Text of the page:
Something has been bubbling around in my brain and heart that only writing will make clear.
On the last day of travel in England, I was in London on a bus tour.To say I was tired does little justice to the coma I was in but something caught my eye down by the Thames.By the way, this river is everywhere and beautiful as is London.Ancient historical buildings and new strange ones.Clean and neat;I loved it. Anyway, I looked up from my map in time to see a classy looking street sign on a side street near the river.A white sign with black letters said it was John Carpenter St.My camera was away so I have no picture but it might have been the most thrilling thing I saw.He is one of my ancestors.I confirmed it on Google that he was a descendant of a John Carpenter who served in Parliament in 1323 at the age of 20.That person on my father's side is the furthest back I can go with any relation.His descendants left England for the New World in 1638:William Carpenter,his father,wife, 4 children under ten and a 14 year old indentured servant named Thomas Banshott.I love that name.
I try to imagine what that first New England winter must have been like in 1638.What courage to leave the known.It came to me that I may be the first of my family to come back to England.A full circle made.
On the wall of my writing/prayer room is a picture taken in 1904 of a group that includes my grandmother, Johnann Morrison.She is five years old and is holding the hand of her father who is seated.Her face is round and solemn;her hair seems blond with ribbons on either side in the back.Behind her is my great grandmother who is tall with brown hair piled on her head.She has a strong, determined face.I don't remember her but I do recall her daughter, Elizabeth who is to the right of her father in the picture.When we were children, she used to babysit for us and had a strong Scottish accent.Sweet, kind woman.Aunt Libby.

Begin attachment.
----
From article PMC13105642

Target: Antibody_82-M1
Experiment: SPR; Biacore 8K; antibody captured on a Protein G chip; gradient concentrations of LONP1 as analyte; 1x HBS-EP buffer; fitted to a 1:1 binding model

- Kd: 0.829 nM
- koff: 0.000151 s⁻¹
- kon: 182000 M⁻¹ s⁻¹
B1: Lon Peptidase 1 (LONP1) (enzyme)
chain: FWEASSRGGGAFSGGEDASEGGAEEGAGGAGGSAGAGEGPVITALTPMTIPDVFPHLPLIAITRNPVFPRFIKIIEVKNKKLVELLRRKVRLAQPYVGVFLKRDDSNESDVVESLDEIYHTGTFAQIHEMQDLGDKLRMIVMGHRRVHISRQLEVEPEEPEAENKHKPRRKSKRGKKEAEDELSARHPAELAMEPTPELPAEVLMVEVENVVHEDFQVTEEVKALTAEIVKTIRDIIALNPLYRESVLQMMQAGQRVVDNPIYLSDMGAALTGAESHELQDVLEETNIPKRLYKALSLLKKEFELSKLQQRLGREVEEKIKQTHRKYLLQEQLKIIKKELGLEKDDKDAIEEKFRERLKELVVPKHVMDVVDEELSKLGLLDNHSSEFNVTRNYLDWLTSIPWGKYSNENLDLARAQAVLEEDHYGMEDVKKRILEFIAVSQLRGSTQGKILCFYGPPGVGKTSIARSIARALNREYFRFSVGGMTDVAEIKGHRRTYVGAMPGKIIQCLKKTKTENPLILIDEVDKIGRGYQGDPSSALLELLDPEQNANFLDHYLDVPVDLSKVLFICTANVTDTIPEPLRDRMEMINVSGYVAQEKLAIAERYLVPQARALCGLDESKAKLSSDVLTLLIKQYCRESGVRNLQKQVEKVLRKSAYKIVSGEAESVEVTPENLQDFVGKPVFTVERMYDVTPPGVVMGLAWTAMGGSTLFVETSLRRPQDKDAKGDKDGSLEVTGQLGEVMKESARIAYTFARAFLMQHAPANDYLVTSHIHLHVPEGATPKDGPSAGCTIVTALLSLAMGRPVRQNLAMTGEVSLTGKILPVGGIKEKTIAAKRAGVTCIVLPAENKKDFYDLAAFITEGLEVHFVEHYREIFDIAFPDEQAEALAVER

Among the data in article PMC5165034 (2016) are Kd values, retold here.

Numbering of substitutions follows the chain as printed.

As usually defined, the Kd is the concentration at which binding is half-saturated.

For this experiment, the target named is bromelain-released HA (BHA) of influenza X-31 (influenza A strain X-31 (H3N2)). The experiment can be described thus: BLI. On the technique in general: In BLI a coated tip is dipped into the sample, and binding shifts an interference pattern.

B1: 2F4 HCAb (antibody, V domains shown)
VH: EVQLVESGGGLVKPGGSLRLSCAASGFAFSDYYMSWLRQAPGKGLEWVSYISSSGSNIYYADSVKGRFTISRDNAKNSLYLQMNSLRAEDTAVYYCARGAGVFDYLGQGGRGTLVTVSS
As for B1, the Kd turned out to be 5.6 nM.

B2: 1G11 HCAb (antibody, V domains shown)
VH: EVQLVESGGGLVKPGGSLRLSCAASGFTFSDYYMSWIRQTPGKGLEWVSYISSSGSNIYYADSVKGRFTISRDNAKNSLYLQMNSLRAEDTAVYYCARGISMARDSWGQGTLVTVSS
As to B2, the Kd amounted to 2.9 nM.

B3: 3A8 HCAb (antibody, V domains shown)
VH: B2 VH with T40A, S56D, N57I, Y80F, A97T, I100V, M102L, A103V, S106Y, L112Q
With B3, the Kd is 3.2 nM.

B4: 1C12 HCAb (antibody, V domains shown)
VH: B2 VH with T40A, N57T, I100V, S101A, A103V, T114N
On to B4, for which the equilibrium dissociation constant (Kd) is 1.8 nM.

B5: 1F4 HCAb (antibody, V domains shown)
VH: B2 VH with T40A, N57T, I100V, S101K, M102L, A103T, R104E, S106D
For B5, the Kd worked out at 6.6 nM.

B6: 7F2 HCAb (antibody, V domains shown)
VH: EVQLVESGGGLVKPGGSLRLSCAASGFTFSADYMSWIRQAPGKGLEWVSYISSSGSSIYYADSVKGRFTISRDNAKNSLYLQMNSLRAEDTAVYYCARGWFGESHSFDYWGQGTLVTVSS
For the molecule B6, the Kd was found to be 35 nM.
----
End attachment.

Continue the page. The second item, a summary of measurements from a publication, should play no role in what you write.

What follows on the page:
They all left Scotland and came to New York in the steerage section of a ship; my grandmother, a 6 month old baby.Steerage to me sounds like the bottom of a large ship where the rats play in the dirty bilge water.This was in 1898.I can't imagine how long that trip took before they landed in the New York harbor to begin a new life.These were adventurous, hardy folk.
The Famine Irish who came to America had three choices in 1848:starve, be fed by the British if you dropped the filthy Papist faith or leave.The ragged,poor Ambroses left and, listing themselves as farmers on the ship's manifest, came a 'sailing to New York.My great grandmother was Ellen and she was 16 years old when she arrived.I can see her and her 3 siblings huddled around their Mother thinking "what now?"They never got over the loss of home.I know from the songs.
These are my people.I feel them sometimes;this cloud of witnesses,this communion of saints,sinners,drunks,war heroes, abandoned mothers,bigamists, leather workers, telephone operators, installers, firemen.I pray for them and they care about me.I know this.I have seen them, indistinctly, a line of people praying for my granddaughter, who hung by a thread in her mother's womb.They who handed the baton of the Faith to me for safe keeping.
I know most people haven't the knowledge of their ancestors that I do.I have been blessed with letters, the old Bible, pictures in abundance and have done research to fill in blanks.Their story is my story.Their faces are known to me.I feel hemmed in by this knowing.Tucked in by a warm blanket of family.Where you go and they have to take you in.
I think Nature intended for us to have family for our protection and the continuation of the species.Also, so that we wouldn't feel so alone in this immeasurably vast universe.